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medicare diabetic supplies

5 Ways to Save: Medicare Diabetic Supplies, Plans & Services

1 in 3, or 30% of Medicare beneficiaries 65 or over have diabetes. That’s more than 22 million people in the United States, of which 3.3 million Medicare beneficiaries are using one or more of the common forms of insulin! Diabetes is also one of the most expensive chronic diseases, and the average Medicare beneficiary with diabetes pays $5,876 for diabetes-related complications alone. But there are standard expenses, too. And ways to save on your plan, supplies, and services.

Discover the top 5 ways to save on Medicare if you’ve been diagnosed with diabetes:

1. Chronic Condition Special Needs Plan (C-SNP)

Did you know that there are Medicare Advantage plans tailored to the needs of diabetics? There are! In fact, Medicare Advantage plans serve a higher proportion of diabetic patients than traditional fee-for-service (FFS) Medicare (Original Medicare). Medicare Advantage offers Chronic Condition Special Needs Plans, C-SNPs. Diabetes C-SNP plans provide tailored benefits, out-of-pocket savings, and a personalized care plan.

C-SNP plans for diabetics typically cover blood glucose monitoring, insulin management and diabetes self-management training, nutritional training, and foot care. Most of these plans also offer vision, hearing, and dental care. Your primary doctor, diabetes specialist (endocrinologist), and other healthcare providers work with you to coordinate a personalized plan of care.

Regarding cost, most Medicare Advantage enrollees save $2,000 on average a year in total healthcare spending compared to fee-for-service Medicare (Original Medicare). However, Medicare Advantage C-SNP enrollees with diabetes may save more. C-SNPs tailored to diabetics might have lower copays to see a specialist involved in treating their diabetes. For example, they might pay $20 for most specialists but no copay for diabetes-related treatment from an endocrinologist, cardiologist, podiatrist, or other specialists needed to treat diabetes.

A Medicare Advantage Chronic Condition Special Needs Plan could provide better care coordination at a lower cost. You can review the plan options available in your county by speaking to a local licensed Connie Health agent in your community.

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2. Diabetic Medications Covered by Medicare

$35 Cap on Most Insulin

If you have Original Medicare and a Part D plan, you’ve likely begun seeing savings on insulin. The Inflation Reduction Act’s $35 cap makes most insulin more affordable for people on Medicare. Before this policy, Medicare Part D insulin users paid an average of $54 out-of-pocket for a 30-day supply of insulin. Some people paid $100 or more on coinsurance per prescription. The U.S. Department of Health and Human Services reports an average of $500 annual savings with the new cap on monthly insulin.

Similar savings are being seen or implemented with Medicare Advantage Prescription Drug plans. Even if you’re reaping the benefits of this new policy, you should review your Part D or Medicare Advantage plan annually. Plan changes happen every year, and new plans become available. If you allow your plan to auto-renew each year, you may leave premium savings or better benefits on the table, especially if you take multiple medications.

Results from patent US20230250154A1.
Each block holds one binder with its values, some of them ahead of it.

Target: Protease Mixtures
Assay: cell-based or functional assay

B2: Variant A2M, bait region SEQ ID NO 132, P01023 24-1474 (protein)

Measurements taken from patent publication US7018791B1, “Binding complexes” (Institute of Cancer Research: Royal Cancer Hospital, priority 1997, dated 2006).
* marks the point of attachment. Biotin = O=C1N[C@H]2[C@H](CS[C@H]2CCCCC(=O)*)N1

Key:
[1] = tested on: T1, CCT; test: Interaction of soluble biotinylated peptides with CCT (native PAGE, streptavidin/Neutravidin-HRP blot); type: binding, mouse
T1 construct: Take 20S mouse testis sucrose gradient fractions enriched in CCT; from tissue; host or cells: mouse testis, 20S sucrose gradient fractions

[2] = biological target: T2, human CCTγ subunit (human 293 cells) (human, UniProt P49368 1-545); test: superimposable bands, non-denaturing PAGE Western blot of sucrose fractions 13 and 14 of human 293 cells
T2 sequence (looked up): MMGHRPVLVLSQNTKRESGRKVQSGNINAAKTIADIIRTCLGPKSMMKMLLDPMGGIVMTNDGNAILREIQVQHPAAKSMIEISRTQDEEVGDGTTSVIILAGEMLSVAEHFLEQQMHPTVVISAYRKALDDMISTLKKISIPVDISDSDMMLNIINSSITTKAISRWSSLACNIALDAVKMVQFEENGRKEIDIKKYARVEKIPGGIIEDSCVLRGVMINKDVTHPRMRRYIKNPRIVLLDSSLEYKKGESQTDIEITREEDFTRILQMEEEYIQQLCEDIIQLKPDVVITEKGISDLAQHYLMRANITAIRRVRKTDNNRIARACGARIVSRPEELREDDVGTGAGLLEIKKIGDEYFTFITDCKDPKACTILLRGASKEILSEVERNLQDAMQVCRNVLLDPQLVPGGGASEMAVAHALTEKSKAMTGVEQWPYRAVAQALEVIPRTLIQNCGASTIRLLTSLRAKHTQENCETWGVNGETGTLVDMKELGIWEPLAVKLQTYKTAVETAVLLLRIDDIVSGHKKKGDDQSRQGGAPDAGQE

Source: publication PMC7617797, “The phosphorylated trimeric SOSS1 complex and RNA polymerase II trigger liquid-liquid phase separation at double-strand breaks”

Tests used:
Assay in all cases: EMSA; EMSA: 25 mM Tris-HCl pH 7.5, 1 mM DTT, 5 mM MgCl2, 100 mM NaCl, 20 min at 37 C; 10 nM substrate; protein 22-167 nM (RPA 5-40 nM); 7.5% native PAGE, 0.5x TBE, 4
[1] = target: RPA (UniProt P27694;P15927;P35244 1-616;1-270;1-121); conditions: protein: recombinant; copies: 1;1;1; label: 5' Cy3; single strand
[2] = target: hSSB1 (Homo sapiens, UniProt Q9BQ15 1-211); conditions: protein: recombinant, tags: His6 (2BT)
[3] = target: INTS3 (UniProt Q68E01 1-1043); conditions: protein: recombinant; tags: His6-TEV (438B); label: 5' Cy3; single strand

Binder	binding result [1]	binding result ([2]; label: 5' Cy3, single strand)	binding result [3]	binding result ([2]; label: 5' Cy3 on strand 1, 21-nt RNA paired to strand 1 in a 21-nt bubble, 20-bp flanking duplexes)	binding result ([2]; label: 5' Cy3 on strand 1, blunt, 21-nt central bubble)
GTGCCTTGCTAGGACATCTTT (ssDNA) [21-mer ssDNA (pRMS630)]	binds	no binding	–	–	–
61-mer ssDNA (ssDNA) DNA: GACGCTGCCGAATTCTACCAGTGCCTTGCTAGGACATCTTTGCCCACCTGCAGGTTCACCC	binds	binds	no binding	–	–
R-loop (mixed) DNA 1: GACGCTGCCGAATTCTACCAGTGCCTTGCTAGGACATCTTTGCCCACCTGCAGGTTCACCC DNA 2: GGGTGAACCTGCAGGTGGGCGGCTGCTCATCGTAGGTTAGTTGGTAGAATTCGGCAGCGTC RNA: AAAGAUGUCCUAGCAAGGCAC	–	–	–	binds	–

Anti-Diabetic Medications

Now, what about anti-diabetic drugs? If your blood sugar isn’t controlled by insulin, it’s likely maintained with anti-diabetic medications. Although not every prescription medication is on every plan’s formulary list, Medicare Part D drug plans may cover the following anti-diabetic drugs:

  • Alpha-glucosidase inhibitors like Precose (acarbose) and Glyset (miglitol)
  • Biguanides like Glucophage (metformin)
  • Glucagon-like peptide 1 (GLP-1) receptor agonists like Adlyxin (lixisenatide), Byetta, Bydureon (exenatide), Ozempic (semaglutide), Tanzeum (albiglutide), Trulicity (dulaglutide) and Victoza (liraglutide)
  • Meglitinides like Starlix (nateglinide) and Prandin (repaglinide)
  • Sodium-Glucose Co-Transporter 2 Inhibitors (SGLT2 inhibitors) like Farxiga (dapagliflozin), Invokana (canagliflozin), and Jardiance (empagliflozin)
  • Sulfonylureas like Glucotrol (glipizide) and Glynase (glyburide)
  • Thiazolidinediones like Actos (pioglitazone) and Avandia (rosiglitazone)

Again, it’s critical to review your Part D prescription drug or Medicare Advantage plan annually to ensure that your insulin or anti-diabetic medications remain covered and are available at a cost you can afford. You don’t want to try to fill out your prescription – just to find out it’s not covered or has had a big price hike! To review your Part D or Medicare Advantage plan, consult a local licensed Connie Health agent.

3. Medicare Diabetic Supplies

Original Medicare Part B and Medicare Advantage plans cover Medicare diabetic supplies such as blood sugar self-testing equipment and supplies, continuous glucose monitors (CGM), insulin pumps, and therapeutic shoes or inserts.

Blood Sugar Self-Testing Equipment

Medicare Part B and Medicare Advantage cover blood sugar self-testing equipment and supplies as durable medical equipment (DME). Self-testing supplies include blood sugar monitors, blood sugar testing strips, and lancet devices and lancets. If you use insulin, you may be able to get up to 300 test strips and 300 lancets every three months. But if you don’t use insulin, you are eligible for 100 test strips and 100 lancets every three months.

Continuous Glucose Monitors (CGM) and Insulin Pumps

Part B and Medicare Advantage plans may cover continuous glucose monitors (CGM) and insulin pumps. These are worn outside the body, like the image at the top of this article. Certain pumps, including the CGMs, are considered durable medical equipment (DME).

Part B covers DME at 80% of the Medicare-approved amount for a CGM or insulin pump. With Original Medicare, you pay 20% of the Medicare-approved amount after the Part B deductible is met. Cost sharing will vary with a Medicare Advantage plan, and if you have a Medicare Supplement plan (Medigap), you may not pay anything out-of-pocket.

Therapeutic Shoes or Inserts

Medicare Part B and Medicare Advantage plans will cover therapeutic shoes and inserts if you have diabetes and meet certain conditions. Covered shoes include one pair of depth-inlay shoes and three pairs of inserts, one pair of custom-molded shoes that include inserts if you can’t wear depth-inlay shoes because of a foot deformity, and two additional pairs of inserts.

To be eligible for therapeutic shoes, your doctor must certify that you have diabetes, and you must meet at least one of these conditions in one or both feet:

  • Partial or complete foot amputation
  • Past foot ulcers
  • Calluses that could lead to foot ulcers
  • Nerve damage because of diabetes with signs of problems with calluses